About the Minneapolis, Minnesota Area
serving the Twin Cities including SW Mpls, Richfield, Bloomington & Edina
Kingfield is largely a residential area of single-family houses with some multiple unit residences and apartment buildings. Businesses are clustered at commercial corners (or nodes) with a growing variety of largely independently-owned small businesses to serve the residents of Kingfield. The street life along Nicollet Avenue is growing due to the opening of a number of new restaurants and bakeries. The Kingfield neighborhood has a reputation as a place where the people are willing to volunteer to create and maintain a vital, caring and safe place for those who live and work here. Enjoy our great location, parks, restaurants, farmers market & join our Kingfield Association!
Bloomington is the fifth largest city in the U.S. state of Minnesota in Hennepin County. Located on the north bank of the Minnesota River above its confluence with the Mississippi River, Bloomington lies at the heart of the southern metro area, 10 miles (16 km) south of downtown Minneapolis. The city's population was 82,893 in the 2010 Census.
Established as a post-World War II housing boom suburb connected to the urban street grid of Minneapolis and serviced by two major highways, Interstate 35W and Interstate 494, Bloomington's residential areas include upper-tier households in the western Bush Lake area and traditional middle-class families in its rows of single-family homes in the central to eastern portions. Large-scale commercial development is concentrated along the Interstate 494 corridor. Besides an extensive park system, with over 1,000 square feet (93 m2) of parkland per capita, the city's south border with the Minnesota River is buffered by the Minnesota Valley National Wildlife Refuge.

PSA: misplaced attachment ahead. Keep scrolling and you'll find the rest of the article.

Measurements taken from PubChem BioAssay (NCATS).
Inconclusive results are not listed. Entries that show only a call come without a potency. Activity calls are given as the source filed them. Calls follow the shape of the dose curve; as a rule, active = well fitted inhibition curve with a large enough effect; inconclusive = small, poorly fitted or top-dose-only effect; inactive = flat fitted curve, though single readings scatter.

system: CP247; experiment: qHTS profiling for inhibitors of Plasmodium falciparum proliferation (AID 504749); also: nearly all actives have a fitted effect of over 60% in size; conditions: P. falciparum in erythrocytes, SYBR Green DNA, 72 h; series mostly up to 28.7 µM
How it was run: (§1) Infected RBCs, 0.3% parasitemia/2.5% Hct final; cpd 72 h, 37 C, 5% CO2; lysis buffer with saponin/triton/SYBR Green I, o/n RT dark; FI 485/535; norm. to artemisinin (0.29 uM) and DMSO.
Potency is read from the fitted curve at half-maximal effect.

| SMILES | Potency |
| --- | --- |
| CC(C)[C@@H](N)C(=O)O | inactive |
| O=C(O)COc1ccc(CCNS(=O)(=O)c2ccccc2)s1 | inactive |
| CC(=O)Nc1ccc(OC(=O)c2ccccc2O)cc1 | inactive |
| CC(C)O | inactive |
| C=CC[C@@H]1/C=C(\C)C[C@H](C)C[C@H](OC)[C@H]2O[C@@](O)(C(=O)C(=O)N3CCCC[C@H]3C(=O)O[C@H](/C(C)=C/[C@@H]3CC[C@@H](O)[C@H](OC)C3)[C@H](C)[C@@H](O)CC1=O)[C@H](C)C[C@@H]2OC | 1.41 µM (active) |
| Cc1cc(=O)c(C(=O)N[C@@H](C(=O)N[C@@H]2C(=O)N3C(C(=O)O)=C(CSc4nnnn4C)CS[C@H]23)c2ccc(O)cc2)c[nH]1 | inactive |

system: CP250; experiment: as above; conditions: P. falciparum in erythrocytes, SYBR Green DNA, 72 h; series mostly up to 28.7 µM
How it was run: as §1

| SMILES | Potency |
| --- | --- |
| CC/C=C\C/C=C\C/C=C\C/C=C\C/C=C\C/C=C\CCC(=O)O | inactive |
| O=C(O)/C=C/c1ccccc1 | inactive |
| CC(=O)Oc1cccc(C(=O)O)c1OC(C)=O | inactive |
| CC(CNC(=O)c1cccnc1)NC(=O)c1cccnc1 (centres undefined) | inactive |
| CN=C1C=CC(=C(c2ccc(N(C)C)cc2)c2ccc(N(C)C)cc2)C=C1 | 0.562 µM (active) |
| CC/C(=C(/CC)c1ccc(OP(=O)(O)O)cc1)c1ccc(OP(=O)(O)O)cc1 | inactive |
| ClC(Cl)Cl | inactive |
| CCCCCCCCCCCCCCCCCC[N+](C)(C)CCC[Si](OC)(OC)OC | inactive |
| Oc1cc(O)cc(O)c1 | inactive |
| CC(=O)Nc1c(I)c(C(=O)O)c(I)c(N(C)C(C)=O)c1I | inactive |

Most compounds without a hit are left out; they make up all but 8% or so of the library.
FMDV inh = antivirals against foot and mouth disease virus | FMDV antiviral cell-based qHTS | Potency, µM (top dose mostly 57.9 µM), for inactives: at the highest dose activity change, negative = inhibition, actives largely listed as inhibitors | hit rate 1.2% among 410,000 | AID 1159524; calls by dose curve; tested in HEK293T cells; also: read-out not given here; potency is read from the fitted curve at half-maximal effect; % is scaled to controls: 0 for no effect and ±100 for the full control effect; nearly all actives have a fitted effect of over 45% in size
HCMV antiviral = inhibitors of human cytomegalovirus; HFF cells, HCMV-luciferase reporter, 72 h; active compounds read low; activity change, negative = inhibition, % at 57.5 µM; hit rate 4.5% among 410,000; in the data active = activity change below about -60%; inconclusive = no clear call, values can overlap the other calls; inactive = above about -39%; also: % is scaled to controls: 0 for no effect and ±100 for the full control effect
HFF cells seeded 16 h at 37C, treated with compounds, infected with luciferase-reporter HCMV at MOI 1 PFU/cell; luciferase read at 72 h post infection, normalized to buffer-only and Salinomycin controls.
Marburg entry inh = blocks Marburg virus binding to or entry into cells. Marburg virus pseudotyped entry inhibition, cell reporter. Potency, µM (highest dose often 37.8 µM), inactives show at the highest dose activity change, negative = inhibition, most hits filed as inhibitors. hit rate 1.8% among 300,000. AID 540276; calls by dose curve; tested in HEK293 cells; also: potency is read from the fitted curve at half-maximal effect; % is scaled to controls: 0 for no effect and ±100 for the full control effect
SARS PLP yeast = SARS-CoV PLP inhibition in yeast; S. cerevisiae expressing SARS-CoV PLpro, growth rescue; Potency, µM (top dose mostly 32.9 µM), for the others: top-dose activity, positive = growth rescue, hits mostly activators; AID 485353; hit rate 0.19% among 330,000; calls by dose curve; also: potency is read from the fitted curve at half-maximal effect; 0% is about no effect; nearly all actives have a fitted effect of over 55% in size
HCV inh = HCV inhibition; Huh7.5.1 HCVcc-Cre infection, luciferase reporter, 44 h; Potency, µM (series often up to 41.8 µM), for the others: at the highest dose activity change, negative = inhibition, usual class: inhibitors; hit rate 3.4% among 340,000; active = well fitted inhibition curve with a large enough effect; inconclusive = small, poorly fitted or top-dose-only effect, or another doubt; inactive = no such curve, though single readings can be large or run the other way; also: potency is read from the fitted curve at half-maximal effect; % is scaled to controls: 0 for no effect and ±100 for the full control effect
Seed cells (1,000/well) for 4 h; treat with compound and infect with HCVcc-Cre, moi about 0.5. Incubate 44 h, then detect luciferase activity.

Bloomington, considered by many to be a bedroom community, has more jobs per capita than either Minneapolis or St. Paul. Its economy includes headquarters of major companies such as Ceridian, Donaldson Company, HealthPartners and Toro. The city is a hospitality and retail magnet, recognized nationally for the United States' largest enclosed shopping center, Mall of America. It is presently the only suburb in the south metro to be served by the Hiawatha Line. (Several suburbs and cities in the north metro are served by the Northstar Commuter Rail.)
The 1980s brought a radical change to Bloomington with the departure of the Minnesota Twins and Vikings. On September 30, 1981, the last baseball game was played at Metropolitan Stadium (Kansas City Royals 5, Twins 2) as the Twins and Vikings moved to the newly constructed Hubert H. Humphrey Metrodome in downtown Minneapolis. In 1985, the Bloomington Port Authority purchased the 86-acre (350,000 m2) Met Stadium site and in less than two years approved first site plans for the Mall of America. Two years later, ground breaking took place for the new megamall, and in 1992 it was opened to the public. Today, tenants of Mall of America, when combined, constitute the largest private-sector employer in Bloomington, employing about 13,000 people. In 1993, the Minnesota North Stars hockey team moved to Dallas, Texas, and a year later the Metropolitan Sports Center was demolished. In 2004, an IKEA store opened on the west end of the former Met Center site. The remainder of the property is planned to be the site for Mall of America Phase II. In May 2006 the Water Park of America opened, the ninth largest indoor waterpark in the United States.
According to the United States Census Bureau, the city has a total area of 38.4 square miles (99.4 km²), of which, 35.5 square miles (91.9 km²) is land and 2.9 square miles (7.5 km²) (7.53%) water.
There are three primary land types in the city. The northeastern part of the city is a sand plain, low hills dominate the western portion of the city, and the far south lies within the valley of the Minnesota River.
About one third of the city is permanently reserved for park purposes, including two large natural areas - the Minnesota Valley's wetlands (controlled by the City and the United States Fish and Wildlife Service) and the Hyland Lake Park Reserve (controlled by the Three Rivers Park District).